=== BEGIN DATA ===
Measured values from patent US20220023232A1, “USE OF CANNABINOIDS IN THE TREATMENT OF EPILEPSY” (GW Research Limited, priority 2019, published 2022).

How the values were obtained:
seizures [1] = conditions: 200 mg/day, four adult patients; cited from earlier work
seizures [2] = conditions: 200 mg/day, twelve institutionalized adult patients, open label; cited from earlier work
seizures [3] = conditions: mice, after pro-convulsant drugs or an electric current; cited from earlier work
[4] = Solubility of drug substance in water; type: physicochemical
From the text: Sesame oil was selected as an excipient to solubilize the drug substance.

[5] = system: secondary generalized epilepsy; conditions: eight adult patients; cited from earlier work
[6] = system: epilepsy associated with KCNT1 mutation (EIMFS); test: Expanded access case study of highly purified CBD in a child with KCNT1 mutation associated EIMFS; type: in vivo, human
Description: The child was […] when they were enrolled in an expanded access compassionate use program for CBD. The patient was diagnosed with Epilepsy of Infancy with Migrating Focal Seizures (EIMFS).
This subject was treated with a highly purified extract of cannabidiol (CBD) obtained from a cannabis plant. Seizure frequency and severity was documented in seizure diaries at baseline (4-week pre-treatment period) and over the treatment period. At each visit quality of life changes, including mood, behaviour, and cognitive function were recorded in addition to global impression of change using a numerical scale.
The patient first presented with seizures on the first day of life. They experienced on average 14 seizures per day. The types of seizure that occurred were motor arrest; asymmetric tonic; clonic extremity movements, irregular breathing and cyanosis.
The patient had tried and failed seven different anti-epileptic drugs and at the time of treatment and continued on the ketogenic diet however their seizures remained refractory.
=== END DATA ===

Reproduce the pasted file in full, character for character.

Measured values from patent US20220023232A1, “USE OF CANNABINOIDS IN THE TREATMENT OF EPILEPSY” (GW Research Limited, priority 2019, published 2022).

How the values were obtained:
seizures [1] = conditions: 200 mg/day, four adult patients; cited from earlier work
seizures [2] = conditions: 200 mg/day, twelve institutionalized adult patients, open label; cited from earlier work
seizures [3] = conditions: mice, after pro-convulsant drugs or an electric current; cited from earlier work
[4] = Solubility of drug substance in water; type: physicochemical
From the text: Sesame oil was selected as an excipient to solubilize the drug substance.

[5] = system: secondary generalized epilepsy; conditions: eight adult patients; cited from earlier work
[6] = system: epilepsy associated with KCNT1 mutation (EIMFS); test: Expanded access case study of highly purified CBD in a child with KCNT1 mutation associated EIMFS; type: in vivo, human
Description: The child was […] when they were enrolled in an expanded access compassionate use program for CBD. The patient was diagnosed with Epilepsy of Infancy with Migrating Focal Seizures (EIMFS).
This subject was treated with a highly purified extract of cannabidiol (CBD) obtained from a cannabis plant. Seizure frequency and severity was documented in seizure diaries at baseline (4-week pre-treatment period) and over the treatment period. At each visit quality of life changes, including mood, behaviour, and cognitive function were recorded in addition to global impression of change using a numerical scale.
The patient first presented with seizures on the first day of life. They experienced on average 14 seizures per day. The types of seizure that occurred were motor arrest; asymmetric tonic; clonic extremity movements, irregular breathing and cyanosis.
The patient had tried and failed seven different anti-epileptic drugs and at the time of treatment and continued on the ketogenic diet however their seizures remained refractory.